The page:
You knew this was coming. In fact, you have known for a long time. For longer than I've owned a car with your brand on it. I'm on my third -- and last -- one. Recent events and discoveries have dismayed me. I read in horror the story covered in the New York Times - Toyota’s Slow Awakening to a Deadly Problem.
How do you go on for 8 years and do so little? 2,000 complaints of unintended acceleration, and only the recording of a deadly accident prompted you to step up your inquiry, after going through multiple government investigations since 2002.
Your customers, those same who remained loyal to your brand, to the mark of uncompromising quality you raised up high, were left wondering and leafing through helpful online recall guides. You put forth that it was Better to Lose Profits and Save Face, and made multiple apologies to that effect.
You made headlines, not the kind you would have wanted to, or could have made -- Subpoenas Hit Toyota on the Eve of Hearing. Did you lose credibility in people's eyes? There's still a lot of uncertainty on what the real problems are. Were the promises for improvement made in haste?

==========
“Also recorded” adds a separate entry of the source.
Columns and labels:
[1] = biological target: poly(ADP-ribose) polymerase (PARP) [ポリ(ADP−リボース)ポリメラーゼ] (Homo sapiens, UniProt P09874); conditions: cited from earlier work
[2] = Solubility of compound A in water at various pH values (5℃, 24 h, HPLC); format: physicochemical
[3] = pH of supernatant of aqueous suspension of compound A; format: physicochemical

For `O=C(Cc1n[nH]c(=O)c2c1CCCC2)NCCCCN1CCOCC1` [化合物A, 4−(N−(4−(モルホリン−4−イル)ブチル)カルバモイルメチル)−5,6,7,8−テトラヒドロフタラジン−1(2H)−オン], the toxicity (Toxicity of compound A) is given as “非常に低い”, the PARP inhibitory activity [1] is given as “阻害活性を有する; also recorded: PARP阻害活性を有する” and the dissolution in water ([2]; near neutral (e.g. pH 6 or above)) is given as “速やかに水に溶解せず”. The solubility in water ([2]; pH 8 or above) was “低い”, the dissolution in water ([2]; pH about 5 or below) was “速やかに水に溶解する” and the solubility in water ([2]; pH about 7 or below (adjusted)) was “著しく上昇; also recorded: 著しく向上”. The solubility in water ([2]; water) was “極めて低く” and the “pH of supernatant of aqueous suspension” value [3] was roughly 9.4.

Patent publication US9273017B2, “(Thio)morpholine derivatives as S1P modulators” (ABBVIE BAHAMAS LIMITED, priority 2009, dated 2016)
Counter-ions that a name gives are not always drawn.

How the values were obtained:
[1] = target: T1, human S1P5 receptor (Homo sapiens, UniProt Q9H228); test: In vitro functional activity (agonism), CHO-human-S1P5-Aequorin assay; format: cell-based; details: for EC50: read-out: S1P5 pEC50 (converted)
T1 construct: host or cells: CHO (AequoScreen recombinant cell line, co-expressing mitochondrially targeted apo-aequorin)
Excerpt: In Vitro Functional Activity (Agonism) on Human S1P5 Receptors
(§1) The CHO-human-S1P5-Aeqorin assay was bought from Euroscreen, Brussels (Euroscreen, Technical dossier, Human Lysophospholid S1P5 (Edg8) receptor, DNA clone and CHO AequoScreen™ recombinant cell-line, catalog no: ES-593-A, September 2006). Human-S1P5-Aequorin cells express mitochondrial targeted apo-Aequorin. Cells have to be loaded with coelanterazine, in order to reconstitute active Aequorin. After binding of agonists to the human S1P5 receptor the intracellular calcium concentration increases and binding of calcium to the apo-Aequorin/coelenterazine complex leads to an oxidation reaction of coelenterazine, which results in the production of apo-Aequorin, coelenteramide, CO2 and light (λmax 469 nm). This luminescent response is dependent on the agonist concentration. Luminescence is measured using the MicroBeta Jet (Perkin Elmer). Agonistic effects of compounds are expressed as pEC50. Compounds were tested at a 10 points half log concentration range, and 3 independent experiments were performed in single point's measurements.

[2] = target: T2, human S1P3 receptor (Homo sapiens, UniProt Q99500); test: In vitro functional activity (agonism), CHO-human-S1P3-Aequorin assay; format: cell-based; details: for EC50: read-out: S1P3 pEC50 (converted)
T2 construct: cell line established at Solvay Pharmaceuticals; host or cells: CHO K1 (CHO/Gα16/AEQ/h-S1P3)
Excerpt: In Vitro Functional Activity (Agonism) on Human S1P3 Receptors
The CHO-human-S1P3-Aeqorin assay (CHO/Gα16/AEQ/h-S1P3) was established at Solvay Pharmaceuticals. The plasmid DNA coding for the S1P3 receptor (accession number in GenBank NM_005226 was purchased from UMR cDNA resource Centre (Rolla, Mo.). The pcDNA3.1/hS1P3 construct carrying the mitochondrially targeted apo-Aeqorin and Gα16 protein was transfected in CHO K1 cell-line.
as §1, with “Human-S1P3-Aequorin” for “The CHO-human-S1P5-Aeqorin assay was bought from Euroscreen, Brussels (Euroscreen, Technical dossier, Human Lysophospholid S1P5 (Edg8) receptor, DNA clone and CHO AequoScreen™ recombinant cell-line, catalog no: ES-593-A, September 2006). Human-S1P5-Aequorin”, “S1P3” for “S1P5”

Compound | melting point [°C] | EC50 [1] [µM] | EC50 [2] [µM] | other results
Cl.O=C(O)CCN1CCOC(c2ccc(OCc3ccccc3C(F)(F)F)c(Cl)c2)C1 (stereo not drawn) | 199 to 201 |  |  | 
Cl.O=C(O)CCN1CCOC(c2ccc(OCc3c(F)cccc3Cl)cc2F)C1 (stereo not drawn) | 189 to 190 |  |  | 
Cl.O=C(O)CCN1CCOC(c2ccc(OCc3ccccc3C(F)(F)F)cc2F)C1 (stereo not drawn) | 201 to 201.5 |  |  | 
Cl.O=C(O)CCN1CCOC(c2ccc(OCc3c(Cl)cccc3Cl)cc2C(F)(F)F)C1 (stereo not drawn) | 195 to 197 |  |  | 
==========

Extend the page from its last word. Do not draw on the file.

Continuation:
As customers we're left wondering about that $100MM savings from holding off the car recall disclosed in that internal memo, for example. A Super Bowl ad, a Google campaign, SEO/SEM-only blogs set up across the Internet, talks about cross-functional approaches in social media -- your communications are not integrated, nor are they aligned with what matters now.
Here is what matters: your customers.
- customers do vote with their wallet -- 27% say they are not considering buying a Toyota now
- loyalty must be a two-way street -- just like social media programs
- people value honesty -- customers value it especially
I'll be honest with you, you're sending mixed messages. If you care about your customers and there are true problems with the cars, as hearings and testimonies seem to indicate, it looks to me that precious time (and lives) might have been lost while we waited for openness.
As the article in the NYT says:
Asked why Toyota had moved away from a business model that prized quality and openness, Mr. Lentz (president of Toyota Motor Sales U.S.A.) offered a simple explanation: “We lost sight of our customers.”
"Moving forward" is the company brand tagline. An unfortunate choice of words at the moment. Especially with customers who are stuck with a Toyota car.Could the Toyota recall crisis be helping the brand? What do you think?